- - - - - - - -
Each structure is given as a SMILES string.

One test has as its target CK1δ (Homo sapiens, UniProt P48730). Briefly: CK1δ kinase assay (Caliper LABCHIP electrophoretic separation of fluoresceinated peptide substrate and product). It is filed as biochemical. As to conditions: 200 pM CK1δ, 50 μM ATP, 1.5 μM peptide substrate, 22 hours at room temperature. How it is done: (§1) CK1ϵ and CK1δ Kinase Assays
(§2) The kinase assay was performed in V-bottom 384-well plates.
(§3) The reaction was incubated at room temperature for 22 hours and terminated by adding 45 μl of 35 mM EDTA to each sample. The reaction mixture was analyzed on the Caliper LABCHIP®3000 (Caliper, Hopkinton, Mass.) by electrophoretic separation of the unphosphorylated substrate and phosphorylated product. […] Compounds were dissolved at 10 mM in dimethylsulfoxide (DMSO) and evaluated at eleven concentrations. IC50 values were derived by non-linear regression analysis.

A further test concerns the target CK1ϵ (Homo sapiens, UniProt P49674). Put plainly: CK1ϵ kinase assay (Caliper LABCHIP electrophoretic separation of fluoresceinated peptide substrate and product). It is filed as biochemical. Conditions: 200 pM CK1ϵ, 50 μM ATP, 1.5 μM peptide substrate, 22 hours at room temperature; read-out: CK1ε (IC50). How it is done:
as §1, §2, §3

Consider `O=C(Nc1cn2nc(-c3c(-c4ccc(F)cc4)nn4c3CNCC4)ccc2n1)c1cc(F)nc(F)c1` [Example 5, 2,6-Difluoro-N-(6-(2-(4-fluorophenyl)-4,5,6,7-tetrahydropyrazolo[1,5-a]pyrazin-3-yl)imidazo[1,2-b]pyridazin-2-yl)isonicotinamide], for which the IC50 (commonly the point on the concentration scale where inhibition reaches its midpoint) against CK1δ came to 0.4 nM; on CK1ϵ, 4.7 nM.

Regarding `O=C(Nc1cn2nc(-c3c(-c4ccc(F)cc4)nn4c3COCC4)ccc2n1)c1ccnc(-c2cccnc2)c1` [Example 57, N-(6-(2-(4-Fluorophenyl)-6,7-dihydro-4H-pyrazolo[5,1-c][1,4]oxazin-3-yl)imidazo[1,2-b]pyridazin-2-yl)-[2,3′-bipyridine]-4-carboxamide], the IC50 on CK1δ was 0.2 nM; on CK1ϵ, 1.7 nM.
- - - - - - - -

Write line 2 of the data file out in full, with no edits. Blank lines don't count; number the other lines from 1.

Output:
One test has as its target CK1δ (Homo sapiens, UniProt P48730). Briefly: CK1δ kinase assay (Caliper LABCHIP electrophoretic separation of fluoresceinated peptide substrate and product). It is filed as biochemical. As to conditions: 200 pM CK1δ, 50 μM ATP, 1.5 μM peptide substrate, 22 hours at room temperature. How it is done: (§1) CK1ϵ and CK1δ Kinase Assays